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  67

Off the top of my head, I'd use an array if I was setting up a static list of things. Also, many APIs expect or return arrays. Or, if I have any reason to think an array would make things clearer than a List.
Volodymyr Levytskyi
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    1

To be Junior Java Developer you must know Java Core!

Please cover at least my tutorials on Java collections.

Thanks!
Monica. Shiralkar
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thanks all
Winston Gutkowski
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  23

Monica. Shiralkar wrote:Are there cases when normal array should be used instead of ArrayList?

You've had plenty of opinions, so here's mine:
  • When the number of elements MUST be fixed.
  • When memory is at a premium. An int[] is generally a LOT smaller than an ArrayList<Integer>.
  • When time is at a premium. values[x] is quicker than values.get(x) (but probably not as much quicker as you think).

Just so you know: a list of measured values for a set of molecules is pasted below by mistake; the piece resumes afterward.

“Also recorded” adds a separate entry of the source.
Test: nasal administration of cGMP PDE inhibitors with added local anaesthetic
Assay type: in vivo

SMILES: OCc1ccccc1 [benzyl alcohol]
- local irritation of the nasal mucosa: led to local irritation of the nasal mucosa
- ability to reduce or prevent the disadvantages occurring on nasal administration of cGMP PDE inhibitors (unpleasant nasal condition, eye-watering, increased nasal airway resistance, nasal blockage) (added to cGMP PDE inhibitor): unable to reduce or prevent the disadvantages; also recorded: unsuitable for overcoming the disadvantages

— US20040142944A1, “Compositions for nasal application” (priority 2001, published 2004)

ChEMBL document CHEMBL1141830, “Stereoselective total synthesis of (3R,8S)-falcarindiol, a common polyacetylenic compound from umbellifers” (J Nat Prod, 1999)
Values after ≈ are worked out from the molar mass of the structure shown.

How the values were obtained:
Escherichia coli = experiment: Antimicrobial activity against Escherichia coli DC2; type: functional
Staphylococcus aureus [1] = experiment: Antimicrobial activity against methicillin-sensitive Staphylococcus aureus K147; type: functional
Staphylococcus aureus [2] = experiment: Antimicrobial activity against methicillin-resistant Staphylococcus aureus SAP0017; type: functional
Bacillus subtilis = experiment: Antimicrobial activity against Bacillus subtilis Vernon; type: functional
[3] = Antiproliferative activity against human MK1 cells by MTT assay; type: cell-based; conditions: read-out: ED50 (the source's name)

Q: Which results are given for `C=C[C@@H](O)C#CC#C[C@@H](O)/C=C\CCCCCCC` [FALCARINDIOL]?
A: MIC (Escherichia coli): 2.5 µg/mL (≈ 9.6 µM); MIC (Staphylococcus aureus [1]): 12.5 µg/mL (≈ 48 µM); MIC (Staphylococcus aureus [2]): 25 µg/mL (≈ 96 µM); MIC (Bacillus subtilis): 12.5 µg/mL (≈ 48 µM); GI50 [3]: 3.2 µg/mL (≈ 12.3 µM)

• When the cost of conversion (eg, int to/from Integer) is significant.

  • Other than that, like Volodymyr, I can't think of an earthly reason why you would use an array.

    Winston

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    Winston Gutkowski
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      23

    Monica. Shiralkar wrote:Are there cases when normal array should be used instead of ArrayList?

    I missed one, and it's quite important:
  • When elements are sparse; ie, when removing an element doesn't affect the position of the others. This usually means that the array can't hold nulls.

  • This is a major difference between arrays and Lists. The only normal way to "remove" an element from an array is to set it to null or, in the case of a primitive array, to some value that can't possibly be "real". The indexes of other elements are not affected.

    Winston
    Monica. Shiralkar